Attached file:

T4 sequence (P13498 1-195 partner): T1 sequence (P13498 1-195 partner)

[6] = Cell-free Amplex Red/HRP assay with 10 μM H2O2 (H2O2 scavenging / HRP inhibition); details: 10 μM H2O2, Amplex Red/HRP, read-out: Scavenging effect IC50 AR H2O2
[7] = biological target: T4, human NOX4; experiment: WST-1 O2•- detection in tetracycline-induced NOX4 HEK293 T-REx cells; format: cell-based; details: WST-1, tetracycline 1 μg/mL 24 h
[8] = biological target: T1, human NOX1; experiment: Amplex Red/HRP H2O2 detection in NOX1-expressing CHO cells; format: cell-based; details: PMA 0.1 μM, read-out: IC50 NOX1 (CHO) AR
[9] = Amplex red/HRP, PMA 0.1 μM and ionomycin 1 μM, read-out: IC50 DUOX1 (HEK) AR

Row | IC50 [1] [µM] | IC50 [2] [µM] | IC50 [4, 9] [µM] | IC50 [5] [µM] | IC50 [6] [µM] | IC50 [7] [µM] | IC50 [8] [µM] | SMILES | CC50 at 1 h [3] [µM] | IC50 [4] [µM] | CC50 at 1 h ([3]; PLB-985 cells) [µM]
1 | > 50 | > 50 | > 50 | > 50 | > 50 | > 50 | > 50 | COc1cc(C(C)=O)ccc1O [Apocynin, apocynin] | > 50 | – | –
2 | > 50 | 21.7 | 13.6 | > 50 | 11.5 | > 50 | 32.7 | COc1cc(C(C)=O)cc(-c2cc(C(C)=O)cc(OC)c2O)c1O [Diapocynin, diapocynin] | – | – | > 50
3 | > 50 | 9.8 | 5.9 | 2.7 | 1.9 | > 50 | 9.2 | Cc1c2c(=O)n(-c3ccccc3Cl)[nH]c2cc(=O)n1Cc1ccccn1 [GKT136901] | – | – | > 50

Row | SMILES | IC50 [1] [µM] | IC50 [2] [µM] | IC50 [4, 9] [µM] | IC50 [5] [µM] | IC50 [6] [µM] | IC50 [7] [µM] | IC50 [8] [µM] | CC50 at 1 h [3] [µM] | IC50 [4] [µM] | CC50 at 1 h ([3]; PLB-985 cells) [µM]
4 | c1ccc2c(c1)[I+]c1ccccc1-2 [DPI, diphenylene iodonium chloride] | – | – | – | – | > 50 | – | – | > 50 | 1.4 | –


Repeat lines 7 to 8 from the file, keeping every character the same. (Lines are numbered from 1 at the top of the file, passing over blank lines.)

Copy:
1 | > 50 | > 50 | > 50 | > 50 | > 50 | > 50 | > 50 | COc1cc(C(C)=O)ccc1O [Apocynin, apocynin] | > 50 | – | –
2 | > 50 | 21.7 | 13.6 | > 50 | 11.5 | > 50 | 32.7 | COc1cc(C(C)=O)cc(-c2cc(C(C)=O)cc(OC)c2O)c1O [Diapocynin, diapocynin] | – | – | > 50